Donald Trump is eager to tear up the major pillars of Barack Obama’s legacy. Stymied in Congress after the calamitous effort to repeal Obamacare, Trump is looking inward. His administration would like to use executive orders and regulations to chip away at Obama’s accomplishments, chief among them environmental plans and healthcare reform.
But Trump’s ability to cause largescale damage is cabined and complex. In fact, the administration may quickly find a single Supreme Court case foiling many of its plans.
Massachusetts v. EPA
The Clean Air Act is one of the United States’ strongest environmental laws. It requires the head of the Environmental Protection Agency to regulate emission standards for “any air pollutant” that “contribute[s] to[ ] air pollution which may reasonably be anticipated to endanger public health or welfare.”
In 2003, the Bush administration EPA declined to regulate greenhouse gases. Twelve states sued, arguing that the Clean Air Act compelled the EPA to regulate greenhouse gases in the face of the public threat of climate change.
In 2007, the Supreme Court ruled in favor of the states, deciding that greenhouse gases are an “air pollutant” under the Clean Air Act, and thus are subject to regulation by the EPA. The Court also rejected the agency’s rationale for declining to regulate greenhouse gases, and ordered the agency to determine whether greenhouse gases endanger public health or welfare.
Importantly, the Court held that the statute compelled the EPA to at least make an endangerment finding: “EPA can avoid taking further action only if it determines that greenhouse gases do not contribute to climate change or if it provides some reasonable explanation as to why it cannot or will not exercise its discretion to determine whether they do.” But the EPA had “refused to comply with this clear statutory command.”
This, the Court held, was essentially lawless behavior by the agency and the administration. “[W]hile the President has broad authority in foreign affairs,” the Court held, “that authority does not extend to the refusal to execute domestic laws.”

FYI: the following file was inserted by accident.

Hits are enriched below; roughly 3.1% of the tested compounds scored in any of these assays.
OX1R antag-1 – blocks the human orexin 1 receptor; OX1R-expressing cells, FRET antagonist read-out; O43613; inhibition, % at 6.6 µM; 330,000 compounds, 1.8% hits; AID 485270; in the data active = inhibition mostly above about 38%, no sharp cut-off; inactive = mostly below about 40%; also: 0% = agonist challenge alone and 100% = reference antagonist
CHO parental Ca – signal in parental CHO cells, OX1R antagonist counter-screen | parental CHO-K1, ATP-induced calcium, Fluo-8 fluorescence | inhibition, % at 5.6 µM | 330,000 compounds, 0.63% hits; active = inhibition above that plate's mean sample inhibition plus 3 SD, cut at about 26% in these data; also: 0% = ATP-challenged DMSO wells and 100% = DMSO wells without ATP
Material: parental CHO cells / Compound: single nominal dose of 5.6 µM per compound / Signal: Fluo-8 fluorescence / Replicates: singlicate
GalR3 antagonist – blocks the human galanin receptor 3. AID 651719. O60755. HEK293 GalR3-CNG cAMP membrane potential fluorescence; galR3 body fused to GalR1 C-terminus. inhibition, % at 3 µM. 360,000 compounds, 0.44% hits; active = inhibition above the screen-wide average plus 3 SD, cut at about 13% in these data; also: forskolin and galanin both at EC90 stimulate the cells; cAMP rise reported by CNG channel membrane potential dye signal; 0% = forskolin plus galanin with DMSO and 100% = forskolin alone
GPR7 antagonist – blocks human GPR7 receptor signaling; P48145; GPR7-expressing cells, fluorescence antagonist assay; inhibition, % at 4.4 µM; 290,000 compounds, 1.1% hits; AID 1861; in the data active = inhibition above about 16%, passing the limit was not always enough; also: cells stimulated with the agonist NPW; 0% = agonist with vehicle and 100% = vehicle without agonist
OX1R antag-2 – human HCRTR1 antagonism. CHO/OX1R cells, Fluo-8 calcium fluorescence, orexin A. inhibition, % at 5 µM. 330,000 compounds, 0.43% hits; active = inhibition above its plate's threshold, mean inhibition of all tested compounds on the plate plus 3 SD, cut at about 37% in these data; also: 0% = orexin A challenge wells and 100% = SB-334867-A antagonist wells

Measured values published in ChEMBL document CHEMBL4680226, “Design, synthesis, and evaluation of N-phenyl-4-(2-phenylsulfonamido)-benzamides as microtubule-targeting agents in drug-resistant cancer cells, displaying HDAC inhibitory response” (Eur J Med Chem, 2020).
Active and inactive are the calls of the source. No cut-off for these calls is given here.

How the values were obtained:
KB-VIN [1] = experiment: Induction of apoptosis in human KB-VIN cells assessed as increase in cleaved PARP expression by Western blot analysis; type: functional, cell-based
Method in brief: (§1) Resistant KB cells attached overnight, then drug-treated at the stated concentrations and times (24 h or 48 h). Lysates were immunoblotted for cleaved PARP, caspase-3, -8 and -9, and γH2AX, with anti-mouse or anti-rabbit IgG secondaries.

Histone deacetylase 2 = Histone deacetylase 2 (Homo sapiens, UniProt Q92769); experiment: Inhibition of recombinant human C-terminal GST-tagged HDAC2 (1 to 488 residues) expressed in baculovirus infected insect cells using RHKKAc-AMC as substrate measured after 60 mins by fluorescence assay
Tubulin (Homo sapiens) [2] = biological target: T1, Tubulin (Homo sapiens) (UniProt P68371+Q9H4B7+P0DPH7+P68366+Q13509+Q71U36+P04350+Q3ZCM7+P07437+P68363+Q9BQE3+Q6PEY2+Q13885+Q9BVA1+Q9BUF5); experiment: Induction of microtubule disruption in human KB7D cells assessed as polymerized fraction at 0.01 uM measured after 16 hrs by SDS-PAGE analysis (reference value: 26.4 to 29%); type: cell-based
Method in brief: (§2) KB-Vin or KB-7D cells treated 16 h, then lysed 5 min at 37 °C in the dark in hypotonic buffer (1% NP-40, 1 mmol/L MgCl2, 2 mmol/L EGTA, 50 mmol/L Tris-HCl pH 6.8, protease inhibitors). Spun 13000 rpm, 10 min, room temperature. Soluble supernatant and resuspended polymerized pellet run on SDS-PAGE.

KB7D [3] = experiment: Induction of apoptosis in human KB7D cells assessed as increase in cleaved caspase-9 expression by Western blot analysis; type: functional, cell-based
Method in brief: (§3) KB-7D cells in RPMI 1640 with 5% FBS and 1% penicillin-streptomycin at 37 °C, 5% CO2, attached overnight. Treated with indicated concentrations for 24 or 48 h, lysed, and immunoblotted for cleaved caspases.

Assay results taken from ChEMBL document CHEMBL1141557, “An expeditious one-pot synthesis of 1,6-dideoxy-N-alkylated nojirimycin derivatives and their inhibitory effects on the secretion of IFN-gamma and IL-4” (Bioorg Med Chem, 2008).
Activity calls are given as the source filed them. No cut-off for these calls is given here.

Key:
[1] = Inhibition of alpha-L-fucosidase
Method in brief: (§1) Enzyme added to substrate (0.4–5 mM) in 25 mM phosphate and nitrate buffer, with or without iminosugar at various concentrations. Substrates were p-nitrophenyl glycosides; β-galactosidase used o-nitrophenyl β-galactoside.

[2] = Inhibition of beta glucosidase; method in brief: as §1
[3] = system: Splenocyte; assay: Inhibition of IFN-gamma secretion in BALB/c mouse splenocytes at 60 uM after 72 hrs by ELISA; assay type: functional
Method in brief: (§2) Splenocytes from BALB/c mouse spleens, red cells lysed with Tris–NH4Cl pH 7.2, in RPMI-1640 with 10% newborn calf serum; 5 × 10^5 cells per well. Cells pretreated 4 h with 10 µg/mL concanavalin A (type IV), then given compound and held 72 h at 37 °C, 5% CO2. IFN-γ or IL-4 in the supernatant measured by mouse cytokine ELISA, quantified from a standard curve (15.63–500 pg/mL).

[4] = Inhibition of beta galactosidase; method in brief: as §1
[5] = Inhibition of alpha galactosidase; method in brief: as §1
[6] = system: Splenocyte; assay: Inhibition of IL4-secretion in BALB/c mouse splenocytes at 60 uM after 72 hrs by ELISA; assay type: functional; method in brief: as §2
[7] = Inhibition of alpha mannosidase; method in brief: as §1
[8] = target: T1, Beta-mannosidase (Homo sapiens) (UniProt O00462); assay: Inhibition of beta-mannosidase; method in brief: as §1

The Supreme Court thus sent the issue back to the EPA to decide whether greenhouse gases endanger public health. Following the 2008 election, the Obama administration EPA made precisely such a finding, which served as the basis for the administration’s Clean Power Plan and other greenhouse gas regulations.
How Massachusetts v. EPA gets in Trump’s way
Massachusetts v. EPA could prove to be a major thorn in Trump’s side. First, it complicates his plan to roll back Obama’s climate change regulations. While Trump is eager to reverse the Clean Power Plan and other EPA regulations, the agency will have to go through a full rulemaking procedure to come up with a replacement plan. Because greenhouse gases pose a public danger, the EPA must regulate them—it cannot simply scrap a preexisting regulation it doesn’t like and replace it with nothing.
The only way around this is to reverse the Obama administration’s endangerment finding—that is, the Trump administration would have to go on the record asserting that greenhouse gases (and thus, climate change) pose no conceivable harm to public health. Given the mountain of settled evidence to the contrary, the credibility of that position will be difficult to sustain in public, through agency notice and comment, or in court.
Outside of Trump’s environmental agenda, Massachusetts v. EPA may also pose difficulties on his efforts to undermine Obamacare. Though legislative repeal efforts appear to be dead, Trump still believes the law is “exploding” (again, despite all evidence to the contrary). There’s every reason to believe that he and his administration will look for ways to grease the wheels of that purported “explosion” by sabotaging the law through harmful executive actions and regulations.